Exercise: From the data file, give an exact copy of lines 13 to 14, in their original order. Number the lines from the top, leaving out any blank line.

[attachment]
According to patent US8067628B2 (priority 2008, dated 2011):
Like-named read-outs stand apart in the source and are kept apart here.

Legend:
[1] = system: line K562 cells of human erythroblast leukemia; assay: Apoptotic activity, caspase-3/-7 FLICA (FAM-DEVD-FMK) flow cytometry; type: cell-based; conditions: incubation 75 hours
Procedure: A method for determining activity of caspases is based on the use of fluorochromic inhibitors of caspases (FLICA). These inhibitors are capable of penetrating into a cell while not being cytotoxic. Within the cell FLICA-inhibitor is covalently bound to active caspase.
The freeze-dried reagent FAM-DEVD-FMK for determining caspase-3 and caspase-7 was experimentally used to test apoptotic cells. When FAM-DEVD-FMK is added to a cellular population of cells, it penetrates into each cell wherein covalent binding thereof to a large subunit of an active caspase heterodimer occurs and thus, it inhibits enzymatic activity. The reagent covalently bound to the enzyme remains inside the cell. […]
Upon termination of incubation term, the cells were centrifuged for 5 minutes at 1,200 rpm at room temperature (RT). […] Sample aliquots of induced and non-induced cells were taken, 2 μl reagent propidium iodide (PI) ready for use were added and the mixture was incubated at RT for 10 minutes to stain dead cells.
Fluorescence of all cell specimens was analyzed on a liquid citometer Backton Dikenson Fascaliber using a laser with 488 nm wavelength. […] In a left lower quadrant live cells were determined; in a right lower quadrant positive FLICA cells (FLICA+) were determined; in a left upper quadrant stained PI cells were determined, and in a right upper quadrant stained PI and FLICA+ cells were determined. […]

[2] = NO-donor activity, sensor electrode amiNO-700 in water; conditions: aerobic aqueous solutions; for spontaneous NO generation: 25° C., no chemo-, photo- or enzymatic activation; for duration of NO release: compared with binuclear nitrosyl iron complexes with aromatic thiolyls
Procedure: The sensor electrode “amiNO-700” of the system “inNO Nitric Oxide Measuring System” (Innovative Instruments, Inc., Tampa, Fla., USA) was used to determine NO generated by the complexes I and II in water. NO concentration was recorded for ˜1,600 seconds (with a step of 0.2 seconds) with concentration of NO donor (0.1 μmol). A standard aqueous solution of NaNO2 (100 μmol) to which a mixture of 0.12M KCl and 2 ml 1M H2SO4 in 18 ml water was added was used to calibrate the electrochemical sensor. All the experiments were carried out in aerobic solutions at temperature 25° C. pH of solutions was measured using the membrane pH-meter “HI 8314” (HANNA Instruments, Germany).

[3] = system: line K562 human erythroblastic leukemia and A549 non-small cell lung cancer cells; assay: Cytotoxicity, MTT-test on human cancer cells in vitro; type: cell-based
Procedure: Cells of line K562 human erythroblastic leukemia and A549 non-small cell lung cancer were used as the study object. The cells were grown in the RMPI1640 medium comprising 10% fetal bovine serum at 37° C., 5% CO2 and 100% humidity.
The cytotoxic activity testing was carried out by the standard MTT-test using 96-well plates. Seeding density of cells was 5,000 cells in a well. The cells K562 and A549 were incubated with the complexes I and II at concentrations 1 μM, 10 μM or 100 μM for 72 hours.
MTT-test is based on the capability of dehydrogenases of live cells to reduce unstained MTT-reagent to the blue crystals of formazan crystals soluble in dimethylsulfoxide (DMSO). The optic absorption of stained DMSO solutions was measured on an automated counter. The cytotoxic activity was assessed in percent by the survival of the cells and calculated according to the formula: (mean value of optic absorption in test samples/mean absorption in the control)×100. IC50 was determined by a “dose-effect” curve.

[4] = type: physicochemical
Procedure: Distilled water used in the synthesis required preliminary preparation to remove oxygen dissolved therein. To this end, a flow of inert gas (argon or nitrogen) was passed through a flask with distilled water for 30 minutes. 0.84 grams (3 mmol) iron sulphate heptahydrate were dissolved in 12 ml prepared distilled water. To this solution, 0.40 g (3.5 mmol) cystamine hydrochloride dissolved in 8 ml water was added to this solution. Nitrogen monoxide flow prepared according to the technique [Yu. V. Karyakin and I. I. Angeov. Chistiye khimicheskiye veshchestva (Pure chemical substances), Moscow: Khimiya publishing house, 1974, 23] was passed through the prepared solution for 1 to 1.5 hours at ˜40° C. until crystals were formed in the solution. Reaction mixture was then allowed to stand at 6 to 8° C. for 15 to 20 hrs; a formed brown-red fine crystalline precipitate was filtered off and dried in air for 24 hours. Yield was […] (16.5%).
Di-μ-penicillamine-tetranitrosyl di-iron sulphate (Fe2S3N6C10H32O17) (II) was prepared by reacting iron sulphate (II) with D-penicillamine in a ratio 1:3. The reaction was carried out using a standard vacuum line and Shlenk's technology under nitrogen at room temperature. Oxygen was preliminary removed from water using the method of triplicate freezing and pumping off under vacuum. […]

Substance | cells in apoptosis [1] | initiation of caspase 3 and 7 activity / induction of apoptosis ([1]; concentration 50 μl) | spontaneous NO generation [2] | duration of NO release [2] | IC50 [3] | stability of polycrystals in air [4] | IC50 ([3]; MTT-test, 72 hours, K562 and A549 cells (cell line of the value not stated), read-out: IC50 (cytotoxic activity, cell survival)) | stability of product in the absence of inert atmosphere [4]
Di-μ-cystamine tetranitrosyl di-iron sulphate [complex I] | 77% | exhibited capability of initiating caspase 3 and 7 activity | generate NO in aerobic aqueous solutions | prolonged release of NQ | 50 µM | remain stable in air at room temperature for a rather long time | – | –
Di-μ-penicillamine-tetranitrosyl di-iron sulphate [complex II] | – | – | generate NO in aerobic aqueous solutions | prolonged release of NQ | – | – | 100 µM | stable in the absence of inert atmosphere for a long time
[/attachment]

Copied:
The cytotoxic activity testing was carried out by the standard MTT-test using 96-well plates. Seeding density of cells was 5,000 cells in a well. The cells K562 and A549 were incubated with the complexes I and II at concentrations 1 μM, 10 μM or 100 μM for 72 hours.
MTT-test is based on the capability of dehydrogenases of live cells to reduce unstained MTT-reagent to the blue crystals of formazan crystals soluble in dimethylsulfoxide (DMSO). The optic absorption of stained DMSO solutions was measured on an automated counter. The cytotoxic activity was assessed in percent by the survival of the cells and calculated according to the formula: (mean value of optic absorption in test samples/mean absorption in the control)×100. IC50 was determined by a “dose-effect” curve.